This week at the SCC

This week, the Supreme Court of Canada will hear six appeals, including the highly anticipated trilogy on limitation periods for securities class actions, as well as a language-rights case emanating from Alberta that will determine whether the province is obligated to enact legislation in both official languages.

Feb. 9-10 – Ontario – CIBC v. Green and IMAX v. Silver and Celestica v. Millwright Regional Council of Ontario Pension Trust Fund

Securities law: This trilogy of cases involves the limitation period for securities class actions in Ontario. In 2012, the Ontario Court of Appeal, in Sharma v. Timminco, determined that securities class action plaintiffs were required to obtain leave to proceed within three years of the alleged misrepresentation. In 2014, the court reversed itself, applying a new interpretation of Ontario’s Securities Act and ruling that a class of plaintiffs need not obtain leave within the limitation period; rather, they need only plead their cause of action as well as their intent to seek leave within the three-year period. Ontario has since amended securities legislation in an effort to clarify these matters. The SCC will review the appeal court’s decision in context of recent legislative changes.

Read the Ontario Court of Appeal’s decision

Related news story:
Supreme Court to hear trilogy of securities class action appeals, National Post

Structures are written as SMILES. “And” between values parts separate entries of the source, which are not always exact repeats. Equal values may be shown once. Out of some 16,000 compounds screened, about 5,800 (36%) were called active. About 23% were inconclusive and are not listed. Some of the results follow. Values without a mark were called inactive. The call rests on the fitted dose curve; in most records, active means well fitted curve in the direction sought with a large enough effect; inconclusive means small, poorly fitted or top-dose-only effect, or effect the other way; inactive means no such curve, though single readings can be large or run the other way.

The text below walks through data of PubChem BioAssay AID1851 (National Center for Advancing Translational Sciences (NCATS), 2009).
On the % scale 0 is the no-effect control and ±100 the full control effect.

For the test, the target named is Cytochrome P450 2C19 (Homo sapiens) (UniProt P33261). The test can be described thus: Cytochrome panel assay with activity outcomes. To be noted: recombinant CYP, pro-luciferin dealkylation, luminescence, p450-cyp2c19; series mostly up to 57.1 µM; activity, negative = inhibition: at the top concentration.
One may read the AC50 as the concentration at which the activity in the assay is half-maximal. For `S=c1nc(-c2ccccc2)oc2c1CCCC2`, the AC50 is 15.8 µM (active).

Feb. 11 – British Columbia – Goleski v. R.

Criminal law: Grant Goleski was pulled over by police for allegedly failing to obey two stop signs. Detecting alcohol on Goleski’s breath, the officer asked him to go to a police station to conduct a breath test. Goleski refused. At trial, Goleski presented witness testimony that he had obeyed the stop signs. Goleski felt he was being treated unfairly, and his suspicion of the police officer led him to refuse the breath test. The SCC will review whether the appeal court erred in finding that Goleski had not met the burden of proof for “reasonable excuse.”

Read the British Columbia Court of Appeal’s decision

Feb. 12 – Quebec – R. v. Simpson

Tenant rights: The case involves tenants in a building who faced forceful eviction. The building owner’s son, Jean-Marc Arcand, who had been given legal mandate over the building after his father was incapacitated, worked with police, who determined that an inspection was required of the building. During the inspection, a scuffle broke out and the respondent was charged with mischief and assault on a police officer. At trial, the respondents were acquitted and the acquittal upheld on appeal. The SCC will review whether an inspection in such context is valid.

Read the Quebec Court of Appeal’s decision

Feb. 13 – Alberta – Caron v. R.

Language rights: Gilles Caron challenged a traffic ticket. He argued that the underlying legislation was unconstitutional because it had not been enacted in French as well as English. Alberta’s Provincial Court originally ruled in the applicants’ favour, declaring that the Royal Proclamation of 1869 and the Rupert’s Land and North-Western Territory Order imposed an obligation on the Legislative Assembly of Alberta to enact legislation in both official languages. But the Court of Queen’s Bench struck down the ruling, and the Alberta Court of Appeal upheld the QB decision.

Read the Alberta Court of Appeal’s decision

Related news stories:
Edmonton Francophone loses Court of Appeal ruling, Edmonton Sun

Franco-Albertan wants to take language battle to top Canada’s top court, Global News

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